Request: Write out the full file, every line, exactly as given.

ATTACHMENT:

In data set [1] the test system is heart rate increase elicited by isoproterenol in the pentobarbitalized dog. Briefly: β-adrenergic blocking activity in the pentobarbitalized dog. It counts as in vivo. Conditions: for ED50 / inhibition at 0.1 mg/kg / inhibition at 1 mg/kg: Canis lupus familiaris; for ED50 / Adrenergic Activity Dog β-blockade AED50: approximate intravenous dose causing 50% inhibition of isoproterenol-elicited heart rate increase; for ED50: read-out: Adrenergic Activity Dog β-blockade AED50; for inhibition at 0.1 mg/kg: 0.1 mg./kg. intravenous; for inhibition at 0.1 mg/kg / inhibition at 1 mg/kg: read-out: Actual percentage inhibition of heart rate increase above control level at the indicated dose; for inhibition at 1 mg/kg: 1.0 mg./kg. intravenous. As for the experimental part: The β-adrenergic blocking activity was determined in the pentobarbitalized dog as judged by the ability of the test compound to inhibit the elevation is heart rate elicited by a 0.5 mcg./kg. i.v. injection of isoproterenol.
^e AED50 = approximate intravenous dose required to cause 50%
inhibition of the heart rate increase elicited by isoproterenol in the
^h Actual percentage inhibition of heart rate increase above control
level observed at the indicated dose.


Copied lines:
In data set [1] the test system is heart rate increase elicited by isoproterenol in the pentobarbitalized dog. Briefly: β-adrenergic blocking activity in the pentobarbitalized dog. It counts as in vivo. Conditions: for ED50 / inhibition at 0.1 mg/kg / inhibition at 1 mg/kg: Canis lupus familiaris; for ED50 / Adrenergic Activity Dog β-blockade AED50: approximate intravenous dose causing 50% inhibition of isoproterenol-elicited heart rate increase; for ED50: read-out: Adrenergic Activity Dog β-blockade AED50; for inhibition at 0.1 mg/kg: 0.1 mg./kg. intravenous; for inhibition at 0.1 mg/kg / inhibition at 1 mg/kg: read-out: Actual percentage inhibition of heart rate increase above control level at the indicated dose; for inhibition at 1 mg/kg: 1.0 mg./kg. intravenous. As for the experimental part: The β-adrenergic blocking activity was determined in the pentobarbitalized dog as judged by the ability of the test compound to inhibit the elevation is heart rate elicited by a 0.5 mcg./kg. i.v. injection of isoproterenol.
^e AED50 = approximate intravenous dose required to cause 50%
inhibition of the heart rate increase elicited by isoproterenol in the
^h Actual percentage inhibition of heart rate increase above control
level observed at the indicated dose.